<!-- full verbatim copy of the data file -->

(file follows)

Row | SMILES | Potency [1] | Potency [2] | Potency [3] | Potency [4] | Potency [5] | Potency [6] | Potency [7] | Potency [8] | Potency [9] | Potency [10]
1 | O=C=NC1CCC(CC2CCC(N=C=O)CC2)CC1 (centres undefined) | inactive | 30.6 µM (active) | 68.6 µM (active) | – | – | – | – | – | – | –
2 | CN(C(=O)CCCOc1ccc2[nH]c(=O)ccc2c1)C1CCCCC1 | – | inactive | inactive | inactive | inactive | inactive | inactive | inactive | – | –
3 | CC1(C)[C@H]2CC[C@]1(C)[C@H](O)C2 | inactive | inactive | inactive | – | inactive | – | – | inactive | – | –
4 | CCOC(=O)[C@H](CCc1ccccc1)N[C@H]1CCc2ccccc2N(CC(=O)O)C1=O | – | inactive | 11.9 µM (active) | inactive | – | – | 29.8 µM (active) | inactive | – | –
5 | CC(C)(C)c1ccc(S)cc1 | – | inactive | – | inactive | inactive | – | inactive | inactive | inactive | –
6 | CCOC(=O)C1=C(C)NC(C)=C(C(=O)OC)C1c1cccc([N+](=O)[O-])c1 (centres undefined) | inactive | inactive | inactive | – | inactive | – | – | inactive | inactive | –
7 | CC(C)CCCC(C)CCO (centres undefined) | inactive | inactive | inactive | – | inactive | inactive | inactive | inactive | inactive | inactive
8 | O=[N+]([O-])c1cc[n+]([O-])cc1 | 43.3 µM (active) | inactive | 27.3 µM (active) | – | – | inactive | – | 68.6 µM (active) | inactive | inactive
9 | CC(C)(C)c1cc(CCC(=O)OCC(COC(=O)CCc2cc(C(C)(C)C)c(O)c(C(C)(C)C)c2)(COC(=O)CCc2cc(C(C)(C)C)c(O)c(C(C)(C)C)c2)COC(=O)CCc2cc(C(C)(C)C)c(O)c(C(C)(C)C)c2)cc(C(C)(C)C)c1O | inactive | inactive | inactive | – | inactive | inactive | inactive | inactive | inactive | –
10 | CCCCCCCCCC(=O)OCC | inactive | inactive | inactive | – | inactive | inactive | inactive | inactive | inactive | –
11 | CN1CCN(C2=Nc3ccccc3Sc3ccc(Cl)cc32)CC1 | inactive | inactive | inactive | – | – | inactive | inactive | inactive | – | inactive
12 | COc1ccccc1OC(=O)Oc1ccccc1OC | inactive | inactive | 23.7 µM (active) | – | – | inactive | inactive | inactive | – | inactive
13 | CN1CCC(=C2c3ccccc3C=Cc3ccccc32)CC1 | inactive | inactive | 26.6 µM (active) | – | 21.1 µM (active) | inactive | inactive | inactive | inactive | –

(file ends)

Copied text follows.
Row | SMILES | Potency [1] | Potency [2] | Potency [3] | Potency [4] | Potency [5] | Potency [6] | Potency [7] | Potency [8] | Potency [9] | Potency [10]
1 | O=C=NC1CCC(CC2CCC(N=C=O)CC2)CC1 (centres undefined) | inactive | 30.6 µM (active) | 68.6 µM (active) | – | – | – | – | – | – | –
2 | CN(C(=O)CCCOc1ccc2[nH]c(=O)ccc2c1)C1CCCCC1 | – | inactive | inactive | inactive | inactive | inactive | inactive | inactive | – | –
3 | CC1(C)[C@H]2CC[C@]1(C)[C@H](O)C2 | inactive | inactive | inactive | – | inactive | – | – | inactive | – | –
4 | CCOC(=O)[C@H](CCc1ccccc1)N[C@H]1CCc2ccccc2N(CC(=O)O)C1=O | – | inactive | 11.9 µM (active) | inactive | – | – | 29.8 µM (active) | inactive | – | –
5 | CC(C)(C)c1ccc(S)cc1 | – | inactive | – | inactive | inactive | – | inactive | inactive | inactive | –
6 | CCOC(=O)C1=C(C)NC(C)=C(C(=O)OC)C1c1cccc([N+](=O)[O-])c1 (centres undefined) | inactive | inactive | inactive | – | inactive | – | – | inactive | inactive | –
7 | CC(C)CCCC(C)CCO (centres undefined) | inactive | inactive | inactive | – | inactive | inactive | inactive | inactive | inactive | inactive
8 | O=[N+]([O-])c1cc[n+]([O-])cc1 | 43.3 µM (active) | inactive | 27.3 µM (active) | – | – | inactive | – | 68.6 µM (active) | inactive | inactive
9 | CC(C)(C)c1cc(CCC(=O)OCC(COC(=O)CCc2cc(C(C)(C)C)c(O)c(C(C)(C)C)c2)(COC(=O)CCc2cc(C(C)(C)C)c(O)c(C(C)(C)C)c2)COC(=O)CCc2cc(C(C)(C)C)c(O)c(C(C)(C)C)c2)cc(C(C)(C)C)c1O | inactive | inactive | inactive | – | inactive | inactive | inactive | inactive | inactive | –
10 | CCCCCCCCCC(=O)OCC | inactive | inactive | inactive | – | inactive | inactive | inactive | inactive | inactive | –
11 | CN1CCN(C2=Nc3ccccc3Sc3ccc(Cl)cc32)CC1 | inactive | inactive | inactive | – | – | inactive | inactive | inactive | – | inactive
12 | COc1ccccc1OC(=O)Oc1ccccc1OC | inactive | inactive | 23.7 µM (active) | – | – | inactive | inactive | inactive | – | inactive
13 | CN1CCC(=C2c3ccccc3C=Cc3ccccc32)CC1 | inactive | inactive | 26.6 µM (active) | – | 21.1 µM (active) | inactive | inactive | inactive | inactive | –